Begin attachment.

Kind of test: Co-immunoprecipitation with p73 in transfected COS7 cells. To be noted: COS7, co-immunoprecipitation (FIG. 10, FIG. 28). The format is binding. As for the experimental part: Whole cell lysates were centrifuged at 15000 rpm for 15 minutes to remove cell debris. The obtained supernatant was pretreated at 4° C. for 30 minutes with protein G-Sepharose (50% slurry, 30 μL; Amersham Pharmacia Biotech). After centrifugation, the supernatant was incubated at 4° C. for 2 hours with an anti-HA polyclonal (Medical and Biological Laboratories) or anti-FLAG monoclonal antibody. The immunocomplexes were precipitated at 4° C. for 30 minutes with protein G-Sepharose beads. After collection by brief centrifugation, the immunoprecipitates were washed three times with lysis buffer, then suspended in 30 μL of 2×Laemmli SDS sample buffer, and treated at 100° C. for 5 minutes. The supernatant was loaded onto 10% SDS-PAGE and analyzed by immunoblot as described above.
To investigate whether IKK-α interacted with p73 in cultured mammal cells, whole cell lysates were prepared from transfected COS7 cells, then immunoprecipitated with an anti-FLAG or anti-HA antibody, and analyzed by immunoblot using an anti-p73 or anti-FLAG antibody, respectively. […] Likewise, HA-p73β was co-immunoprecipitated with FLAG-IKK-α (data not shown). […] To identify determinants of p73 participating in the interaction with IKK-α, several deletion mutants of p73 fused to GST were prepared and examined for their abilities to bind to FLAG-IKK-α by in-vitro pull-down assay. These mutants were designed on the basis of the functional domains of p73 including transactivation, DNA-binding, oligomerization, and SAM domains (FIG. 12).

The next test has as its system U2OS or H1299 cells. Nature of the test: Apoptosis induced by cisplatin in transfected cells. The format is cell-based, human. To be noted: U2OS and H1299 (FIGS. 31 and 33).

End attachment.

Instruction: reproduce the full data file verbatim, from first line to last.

Kind of test: Co-immunoprecipitation with p73 in transfected COS7 cells. To be noted: COS7, co-immunoprecipitation (FIG. 10, FIG. 28). The format is binding. As for the experimental part: Whole cell lysates were centrifuged at 15000 rpm for 15 minutes to remove cell debris. The obtained supernatant was pretreated at 4° C. for 30 minutes with protein G-Sepharose (50% slurry, 30 μL; Amersham Pharmacia Biotech). After centrifugation, the supernatant was incubated at 4° C. for 2 hours with an anti-HA polyclonal (Medical and Biological Laboratories) or anti-FLAG monoclonal antibody. The immunocomplexes were precipitated at 4° C. for 30 minutes with protein G-Sepharose beads. After collection by brief centrifugation, the immunoprecipitates were washed three times with lysis buffer, then suspended in 30 μL of 2×Laemmli SDS sample buffer, and treated at 100° C. for 5 minutes. The supernatant was loaded onto 10% SDS-PAGE and analyzed by immunoblot as described above.
To investigate whether IKK-α interacted with p73 in cultured mammal cells, whole cell lysates were prepared from transfected COS7 cells, then immunoprecipitated with an anti-FLAG or anti-HA antibody, and analyzed by immunoblot using an anti-p73 or anti-FLAG antibody, respectively. […] Likewise, HA-p73β was co-immunoprecipitated with FLAG-IKK-α (data not shown). […] To identify determinants of p73 participating in the interaction with IKK-α, several deletion mutants of p73 fused to GST were prepared and examined for their abilities to bind to FLAG-IKK-α by in-vitro pull-down assay. These mutants were designed on the basis of the functional domains of p73 including transactivation, DNA-binding, oligomerization, and SAM domains (FIG. 12).

The next test has as its system U2OS or H1299 cells. Nature of the test: Apoptosis induced by cisplatin in transfected cells. The format is cell-based, human. To be noted: U2OS and H1299 (FIGS. 31 and 33).